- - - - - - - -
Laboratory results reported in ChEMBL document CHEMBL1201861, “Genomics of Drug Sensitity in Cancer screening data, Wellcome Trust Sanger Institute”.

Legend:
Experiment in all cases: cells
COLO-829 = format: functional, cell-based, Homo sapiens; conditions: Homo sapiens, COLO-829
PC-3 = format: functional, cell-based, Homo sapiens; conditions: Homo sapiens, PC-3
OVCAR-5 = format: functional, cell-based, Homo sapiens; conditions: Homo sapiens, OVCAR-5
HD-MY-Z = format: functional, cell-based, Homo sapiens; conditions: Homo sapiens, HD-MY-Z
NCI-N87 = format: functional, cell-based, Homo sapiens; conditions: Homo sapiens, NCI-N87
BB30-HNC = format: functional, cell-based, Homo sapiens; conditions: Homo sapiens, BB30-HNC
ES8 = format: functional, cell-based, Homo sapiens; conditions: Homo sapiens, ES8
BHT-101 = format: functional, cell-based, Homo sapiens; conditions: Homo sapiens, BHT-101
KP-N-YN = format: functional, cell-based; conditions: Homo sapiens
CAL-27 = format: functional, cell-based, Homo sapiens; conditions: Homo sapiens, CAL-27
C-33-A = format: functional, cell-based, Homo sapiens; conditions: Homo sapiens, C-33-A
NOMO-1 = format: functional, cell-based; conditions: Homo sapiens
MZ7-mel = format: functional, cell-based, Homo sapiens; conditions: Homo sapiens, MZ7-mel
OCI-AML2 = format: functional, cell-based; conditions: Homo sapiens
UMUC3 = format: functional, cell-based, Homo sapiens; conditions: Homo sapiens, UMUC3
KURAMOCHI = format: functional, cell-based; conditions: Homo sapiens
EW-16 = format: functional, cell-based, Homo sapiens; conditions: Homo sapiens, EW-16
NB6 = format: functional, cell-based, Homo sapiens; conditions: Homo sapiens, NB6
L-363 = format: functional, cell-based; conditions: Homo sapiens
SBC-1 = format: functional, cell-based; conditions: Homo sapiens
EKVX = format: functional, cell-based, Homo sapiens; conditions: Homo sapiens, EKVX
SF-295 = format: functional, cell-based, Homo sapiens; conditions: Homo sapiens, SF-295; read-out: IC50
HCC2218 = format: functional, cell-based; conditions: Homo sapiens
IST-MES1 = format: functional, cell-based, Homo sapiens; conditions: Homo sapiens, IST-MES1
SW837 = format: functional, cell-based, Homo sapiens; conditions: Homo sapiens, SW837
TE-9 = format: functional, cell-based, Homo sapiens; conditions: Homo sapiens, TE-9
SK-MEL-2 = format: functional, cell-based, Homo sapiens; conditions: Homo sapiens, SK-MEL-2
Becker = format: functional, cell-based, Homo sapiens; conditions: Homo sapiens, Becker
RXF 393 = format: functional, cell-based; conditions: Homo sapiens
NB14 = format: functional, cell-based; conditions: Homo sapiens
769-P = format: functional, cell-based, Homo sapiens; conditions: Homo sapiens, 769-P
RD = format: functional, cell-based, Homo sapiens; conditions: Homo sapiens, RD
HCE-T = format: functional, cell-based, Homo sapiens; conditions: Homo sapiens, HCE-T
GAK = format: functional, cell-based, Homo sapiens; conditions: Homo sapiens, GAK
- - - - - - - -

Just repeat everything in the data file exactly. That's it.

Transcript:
Laboratory results reported in ChEMBL document CHEMBL1201861, “Genomics of Drug Sensitity in Cancer screening data, Wellcome Trust Sanger Institute”.

Legend:
Experiment in all cases: cells
COLO-829 = format: functional, cell-based, Homo sapiens; conditions: Homo sapiens, COLO-829
PC-3 = format: functional, cell-based, Homo sapiens; conditions: Homo sapiens, PC-3
OVCAR-5 = format: functional, cell-based, Homo sapiens; conditions: Homo sapiens, OVCAR-5
HD-MY-Z = format: functional, cell-based, Homo sapiens; conditions: Homo sapiens, HD-MY-Z
NCI-N87 = format: functional, cell-based, Homo sapiens; conditions: Homo sapiens, NCI-N87
BB30-HNC = format: functional, cell-based, Homo sapiens; conditions: Homo sapiens, BB30-HNC
ES8 = format: functional, cell-based, Homo sapiens; conditions: Homo sapiens, ES8
BHT-101 = format: functional, cell-based, Homo sapiens; conditions: Homo sapiens, BHT-101
KP-N-YN = format: functional, cell-based; conditions: Homo sapiens
CAL-27 = format: functional, cell-based, Homo sapiens; conditions: Homo sapiens, CAL-27
C-33-A = format: functional, cell-based, Homo sapiens; conditions: Homo sapiens, C-33-A
NOMO-1 = format: functional, cell-based; conditions: Homo sapiens
MZ7-mel = format: functional, cell-based, Homo sapiens; conditions: Homo sapiens, MZ7-mel
OCI-AML2 = format: functional, cell-based; conditions: Homo sapiens
UMUC3 = format: functional, cell-based, Homo sapiens; conditions: Homo sapiens, UMUC3
KURAMOCHI = format: functional, cell-based; conditions: Homo sapiens
EW-16 = format: functional, cell-based, Homo sapiens; conditions: Homo sapiens, EW-16
NB6 = format: functional, cell-based, Homo sapiens; conditions: Homo sapiens, NB6
L-363 = format: functional, cell-based; conditions: Homo sapiens
SBC-1 = format: functional, cell-based; conditions: Homo sapiens
EKVX = format: functional, cell-based, Homo sapiens; conditions: Homo sapiens, EKVX
SF-295 = format: functional, cell-based, Homo sapiens; conditions: Homo sapiens, SF-295; read-out: IC50
HCC2218 = format: functional, cell-based; conditions: Homo sapiens
IST-MES1 = format: functional, cell-based, Homo sapiens; conditions: Homo sapiens, IST-MES1
SW837 = format: functional, cell-based, Homo sapiens; conditions: Homo sapiens, SW837
TE-9 = format: functional, cell-based, Homo sapiens; conditions: Homo sapiens, TE-9
SK-MEL-2 = format: functional, cell-based, Homo sapiens; conditions: Homo sapiens, SK-MEL-2
Becker = format: functional, cell-based, Homo sapiens; conditions: Homo sapiens, Becker
RXF 393 = format: functional, cell-based; conditions: Homo sapiens
NB14 = format: functional, cell-based; conditions: Homo sapiens
769-P = format: functional, cell-based, Homo sapiens; conditions: Homo sapiens, 769-P
RD = format: functional, cell-based, Homo sapiens; conditions: Homo sapiens, RD
HCE-T = format: functional, cell-based, Homo sapiens; conditions: Homo sapiens, HCE-T
GAK = format: functional, cell-based, Homo sapiens; conditions: Homo sapiens, GAK